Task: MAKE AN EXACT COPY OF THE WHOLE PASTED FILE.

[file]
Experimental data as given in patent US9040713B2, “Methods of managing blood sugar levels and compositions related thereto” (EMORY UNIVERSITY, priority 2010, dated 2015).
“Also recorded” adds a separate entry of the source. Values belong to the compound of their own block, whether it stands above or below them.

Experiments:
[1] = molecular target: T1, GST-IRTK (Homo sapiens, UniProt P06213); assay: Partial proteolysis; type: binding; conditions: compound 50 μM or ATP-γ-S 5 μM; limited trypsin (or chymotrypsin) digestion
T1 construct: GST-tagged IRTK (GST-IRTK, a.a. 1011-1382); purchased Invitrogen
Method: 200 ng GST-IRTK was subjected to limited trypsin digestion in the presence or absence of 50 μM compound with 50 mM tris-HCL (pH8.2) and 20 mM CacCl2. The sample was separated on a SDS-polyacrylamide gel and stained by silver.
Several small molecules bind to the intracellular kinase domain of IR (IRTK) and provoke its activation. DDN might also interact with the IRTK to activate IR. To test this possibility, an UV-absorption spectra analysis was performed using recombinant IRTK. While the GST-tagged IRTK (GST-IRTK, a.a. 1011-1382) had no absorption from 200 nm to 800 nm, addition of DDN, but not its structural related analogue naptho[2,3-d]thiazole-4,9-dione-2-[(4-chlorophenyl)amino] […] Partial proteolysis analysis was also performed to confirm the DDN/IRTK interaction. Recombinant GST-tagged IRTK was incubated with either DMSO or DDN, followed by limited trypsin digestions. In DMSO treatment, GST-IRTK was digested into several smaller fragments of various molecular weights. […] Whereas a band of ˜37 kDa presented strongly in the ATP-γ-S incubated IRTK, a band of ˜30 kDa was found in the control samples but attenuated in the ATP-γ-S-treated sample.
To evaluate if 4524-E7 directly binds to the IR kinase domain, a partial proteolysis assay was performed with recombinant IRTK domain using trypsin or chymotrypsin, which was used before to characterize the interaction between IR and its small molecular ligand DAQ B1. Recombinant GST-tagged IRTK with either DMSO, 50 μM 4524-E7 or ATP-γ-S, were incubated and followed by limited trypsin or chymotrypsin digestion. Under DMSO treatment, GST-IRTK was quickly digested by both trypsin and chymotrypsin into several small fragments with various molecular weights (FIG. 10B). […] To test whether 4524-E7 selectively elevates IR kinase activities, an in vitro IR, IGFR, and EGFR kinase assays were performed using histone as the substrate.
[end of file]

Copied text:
Experimental data as given in patent US9040713B2, “Methods of managing blood sugar levels and compositions related thereto” (EMORY UNIVERSITY, priority 2010, dated 2015).
“Also recorded” adds a separate entry of the source. Values belong to the compound of their own block, whether it stands above or below them.

Experiments:
[1] = molecular target: T1, GST-IRTK (Homo sapiens, UniProt P06213); assay: Partial proteolysis; type: binding; conditions: compound 50 μM or ATP-γ-S 5 μM; limited trypsin (or chymotrypsin) digestion
T1 construct: GST-tagged IRTK (GST-IRTK, a.a. 1011-1382); purchased Invitrogen
Method: 200 ng GST-IRTK was subjected to limited trypsin digestion in the presence or absence of 50 μM compound with 50 mM tris-HCL (pH8.2) and 20 mM CacCl2. The sample was separated on a SDS-polyacrylamide gel and stained by silver.
Several small molecules bind to the intracellular kinase domain of IR (IRTK) and provoke its activation. DDN might also interact with the IRTK to activate IR. To test this possibility, an UV-absorption spectra analysis was performed using recombinant IRTK. While the GST-tagged IRTK (GST-IRTK, a.a. 1011-1382) had no absorption from 200 nm to 800 nm, addition of DDN, but not its structural related analogue naptho[2,3-d]thiazole-4,9-dione-2-[(4-chlorophenyl)amino] […] Partial proteolysis analysis was also performed to confirm the DDN/IRTK interaction. Recombinant GST-tagged IRTK was incubated with either DMSO or DDN, followed by limited trypsin digestions. In DMSO treatment, GST-IRTK was digested into several smaller fragments of various molecular weights. […] Whereas a band of ˜37 kDa presented strongly in the ATP-γ-S incubated IRTK, a band of ˜30 kDa was found in the control samples but attenuated in the ATP-γ-S-treated sample.
To evaluate if 4524-E7 directly binds to the IR kinase domain, a partial proteolysis assay was performed with recombinant IRTK domain using trypsin or chymotrypsin, which was used before to characterize the interaction between IR and its small molecular ligand DAQ B1. Recombinant GST-tagged IRTK with either DMSO, 50 μM 4524-E7 or ATP-γ-S, were incubated and followed by limited trypsin or chymotrypsin digestion. Under DMSO treatment, GST-IRTK was quickly digested by both trypsin and chymotrypsin into several small fragments with various molecular weights (FIG. 10B). […] To test whether 4524-E7 selectively elevates IR kinase activities, an in vitro IR, IGFR, and EGFR kinase assays were performed using histone as the substrate.